Rapper Macklemore’s Costume Called Anti-Semitic

macklemore 150x150 Rapper Macklemores Costume Called Anti Semitic

THE PR VERDICT: “D” (PR Problematic) for rapper Macklemore.

Does no one remember the lesson hard-learned by fashion designer John Galliano, taken to task after wearing Jewish dress in a mocking fashion? Apparently not. Rapper Macklemore, aka Ben Haggerty, is on a steep learning curve after wearing a costume that many are calling anti-Semitic.

Last week, the Grammy winning duo of Macklemore and Ryan Lewis performed in their hometown of Seattle at the EMP Museum. Macklemore appeared on stage wearing a black wig, a fake beard, and a large, hooked prosthetic nose to perform a song called “Thrift Shop” about scoring fashions for a bargain.

His look, coupled with the song’s subject, “is deeply offensive and propagates Jewish stereotypes,” read a statement from B’nai B’rith, the Jewish human rights group. Social media was full of blowback too, prompting Macklemore to tweet, “A fake witches [sic] nose, wig, and beard = random costume. Not my idea of a stereotype of anybody.” Actor Seth Rogen, among those who’d called the rapper out, tweeted back, “really?? Because if I told someone to put together an anti Semitic Jew costume, they’d have that exact shopping list.”

Macklemore, who has been lauded along with Lewis for their pro-gay stance, has since apologized, though the statement’s start opposes his initial plea of innocence: “I acknowledge how the costume could, within a context of stereotyping, be ascribed to a Jewish caricature.” As Seth Rogen said, “really??”

THE PR VERDICT: “D” (PR Problematic) for rapper Macklemore.

THE PR TAKEAWAY: When fashioning an apology, don’t change your client’s plea from “not guilty” to “guilty” unless you absolutely must. Apologies for wrongdoing should come quickly and without qualification, with the focus on the mea culpa. Starting the apology with an acknowledgement goes against Macklemore’s claims that any thought of caricature was mistaken. With a strong apology alone, the worst that can happen is people thinking your client is clueless. Any more than that, and the charges won’t be changed no matter what the plea.

Absentee Senators Busted by Actor With a Cause

 Absentee Senators Busted by Actor With a Cause

THE PR VERDICT: “B” (Good Show) for actor Seth Rogen.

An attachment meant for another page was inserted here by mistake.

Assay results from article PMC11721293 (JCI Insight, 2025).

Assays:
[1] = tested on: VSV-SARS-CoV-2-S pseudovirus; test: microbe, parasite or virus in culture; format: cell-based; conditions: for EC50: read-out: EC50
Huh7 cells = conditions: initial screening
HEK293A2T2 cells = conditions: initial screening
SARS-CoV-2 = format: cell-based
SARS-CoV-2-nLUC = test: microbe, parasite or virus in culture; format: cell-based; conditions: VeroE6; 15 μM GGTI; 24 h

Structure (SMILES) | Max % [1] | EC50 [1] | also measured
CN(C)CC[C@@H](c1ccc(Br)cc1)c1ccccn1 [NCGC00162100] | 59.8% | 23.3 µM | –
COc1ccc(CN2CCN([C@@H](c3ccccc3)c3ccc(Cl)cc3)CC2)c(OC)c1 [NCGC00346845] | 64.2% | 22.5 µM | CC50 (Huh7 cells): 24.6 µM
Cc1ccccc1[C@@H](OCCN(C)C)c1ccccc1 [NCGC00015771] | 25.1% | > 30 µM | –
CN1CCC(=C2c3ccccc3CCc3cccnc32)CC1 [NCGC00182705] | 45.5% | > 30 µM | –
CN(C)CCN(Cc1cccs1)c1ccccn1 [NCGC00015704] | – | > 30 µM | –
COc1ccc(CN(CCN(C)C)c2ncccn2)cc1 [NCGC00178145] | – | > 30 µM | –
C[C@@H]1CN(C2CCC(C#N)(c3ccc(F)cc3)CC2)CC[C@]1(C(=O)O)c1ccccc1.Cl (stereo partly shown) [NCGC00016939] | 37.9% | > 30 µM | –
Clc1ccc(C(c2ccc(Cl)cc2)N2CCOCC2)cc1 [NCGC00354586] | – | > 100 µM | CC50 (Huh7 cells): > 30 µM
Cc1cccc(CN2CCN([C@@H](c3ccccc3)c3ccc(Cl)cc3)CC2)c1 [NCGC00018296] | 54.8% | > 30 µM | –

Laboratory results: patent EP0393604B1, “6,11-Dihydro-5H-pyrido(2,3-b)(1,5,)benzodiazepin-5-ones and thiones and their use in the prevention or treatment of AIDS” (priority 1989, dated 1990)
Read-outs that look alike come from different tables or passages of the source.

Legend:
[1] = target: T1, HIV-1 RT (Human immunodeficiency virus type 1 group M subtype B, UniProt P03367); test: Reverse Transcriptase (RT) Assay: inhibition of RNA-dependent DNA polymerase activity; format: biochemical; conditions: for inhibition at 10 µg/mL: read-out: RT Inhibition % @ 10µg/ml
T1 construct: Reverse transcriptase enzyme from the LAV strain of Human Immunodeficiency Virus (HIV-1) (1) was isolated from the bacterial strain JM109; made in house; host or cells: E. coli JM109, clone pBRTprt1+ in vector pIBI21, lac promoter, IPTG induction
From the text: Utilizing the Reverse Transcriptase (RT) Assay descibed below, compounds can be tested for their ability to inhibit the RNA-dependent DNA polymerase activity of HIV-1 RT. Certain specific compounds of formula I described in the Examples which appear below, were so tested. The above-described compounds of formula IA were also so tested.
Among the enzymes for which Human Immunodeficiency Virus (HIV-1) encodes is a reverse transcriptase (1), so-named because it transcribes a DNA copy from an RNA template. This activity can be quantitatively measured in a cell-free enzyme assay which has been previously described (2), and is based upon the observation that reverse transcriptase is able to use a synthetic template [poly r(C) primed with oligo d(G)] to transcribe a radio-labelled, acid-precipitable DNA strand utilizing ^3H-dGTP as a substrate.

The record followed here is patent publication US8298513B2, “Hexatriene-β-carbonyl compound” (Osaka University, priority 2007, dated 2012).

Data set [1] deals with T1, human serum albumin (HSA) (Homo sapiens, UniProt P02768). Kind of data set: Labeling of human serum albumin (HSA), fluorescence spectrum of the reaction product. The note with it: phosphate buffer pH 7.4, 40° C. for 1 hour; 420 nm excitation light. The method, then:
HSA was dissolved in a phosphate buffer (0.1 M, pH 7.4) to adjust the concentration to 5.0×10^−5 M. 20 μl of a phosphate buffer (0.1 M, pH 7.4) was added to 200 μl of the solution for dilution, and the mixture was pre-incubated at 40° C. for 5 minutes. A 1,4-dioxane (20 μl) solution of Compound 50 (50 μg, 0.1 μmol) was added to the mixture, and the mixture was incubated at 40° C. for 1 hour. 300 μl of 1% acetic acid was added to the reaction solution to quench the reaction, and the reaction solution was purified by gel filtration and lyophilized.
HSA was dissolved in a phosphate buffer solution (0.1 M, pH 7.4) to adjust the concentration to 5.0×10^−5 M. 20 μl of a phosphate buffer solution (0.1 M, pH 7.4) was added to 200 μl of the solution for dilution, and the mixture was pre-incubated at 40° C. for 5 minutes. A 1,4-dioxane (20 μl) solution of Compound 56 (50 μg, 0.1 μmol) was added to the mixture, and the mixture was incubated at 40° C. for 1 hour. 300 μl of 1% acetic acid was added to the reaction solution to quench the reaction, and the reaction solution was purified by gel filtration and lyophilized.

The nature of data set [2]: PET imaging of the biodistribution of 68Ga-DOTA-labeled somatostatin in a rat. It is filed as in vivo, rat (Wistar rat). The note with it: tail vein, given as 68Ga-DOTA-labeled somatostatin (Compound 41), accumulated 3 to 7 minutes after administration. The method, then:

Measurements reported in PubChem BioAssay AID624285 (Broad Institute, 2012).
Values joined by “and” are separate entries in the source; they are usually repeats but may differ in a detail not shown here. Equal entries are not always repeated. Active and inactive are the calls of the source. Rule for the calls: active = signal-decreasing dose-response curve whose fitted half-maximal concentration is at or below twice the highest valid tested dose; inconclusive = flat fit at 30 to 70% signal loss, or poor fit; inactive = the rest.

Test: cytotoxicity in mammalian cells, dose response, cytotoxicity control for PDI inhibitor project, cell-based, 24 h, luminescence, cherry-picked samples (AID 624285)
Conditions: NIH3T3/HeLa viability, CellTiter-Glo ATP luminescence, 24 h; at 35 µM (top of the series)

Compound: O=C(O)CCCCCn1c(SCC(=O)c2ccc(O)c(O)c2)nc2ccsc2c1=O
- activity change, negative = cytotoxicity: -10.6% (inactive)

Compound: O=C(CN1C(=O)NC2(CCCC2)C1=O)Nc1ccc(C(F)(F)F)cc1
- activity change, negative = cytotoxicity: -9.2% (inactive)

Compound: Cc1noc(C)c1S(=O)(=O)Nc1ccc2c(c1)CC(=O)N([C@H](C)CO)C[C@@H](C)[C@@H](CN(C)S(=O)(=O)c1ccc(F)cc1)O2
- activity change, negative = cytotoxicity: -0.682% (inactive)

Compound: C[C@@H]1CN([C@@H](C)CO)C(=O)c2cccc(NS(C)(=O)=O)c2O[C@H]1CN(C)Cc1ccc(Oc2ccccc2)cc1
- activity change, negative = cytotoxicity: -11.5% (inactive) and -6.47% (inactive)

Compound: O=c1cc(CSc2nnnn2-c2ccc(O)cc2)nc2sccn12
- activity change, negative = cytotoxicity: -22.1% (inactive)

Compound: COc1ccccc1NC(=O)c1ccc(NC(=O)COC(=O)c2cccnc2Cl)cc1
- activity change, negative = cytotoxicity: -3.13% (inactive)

Actor Seth Rogen headed to Capitol Hill to take on a new role: that of advocate, urging elected officials to put more money toward research into Alzheimer’s disease. What happened after his testimony, however, was the real show stopper.

Rogen, known for playing goofy, bumbling characters in movies like The Hangover and Knocked Up, appeared before the Senate Appropriations Committee. He and his wife, screenwriter and actress Lauren MIller, have been helping care for Miller’s mother since she was diagnosed with early-onset Alzheimer’s dementia nearly nine years ago.

Rogen’s heartfelt statement probably would have been well-received, had there been anyone there to receive it. Sixteen of the 18 senators on the powerful committee, which allocates federal funding to government programs and which had invited to Rogen to appear, either didn’t show or actually walked out during the hearing.

The lack of attendance could have been a PR miss for Rogen. Instead, he turned it into a cause celebre. He called the absentee senators on the carpet, shaming them on Twitter by tweeting a photo of an empty hearing room and responding to one senator with “Why did you leave before my speech? Just curious,” before hitting the media circuit.

THE PR VERDICT: “B” (Good Show) for Rogen. In the end, Rogen got more attention for Alzheimer’s than if he’d played to a packed house.

THE PR TAKEAWAY: Learn how to turn lemons into one mean lemonade. Washington  denizens are used to the tableaux of the empty committee room, but it clearly caught Rogen off guard. Perhaps his actor’s training allowed him to take a deep breath and figure out how to rescue the scene. Life in the public eye (and, for that matter, life in general) is full of surprises. Try to view a situation from all angles in order to figure out if a negative situation can be redirected. It’s a skill that can save, or even make, a PR opportunity.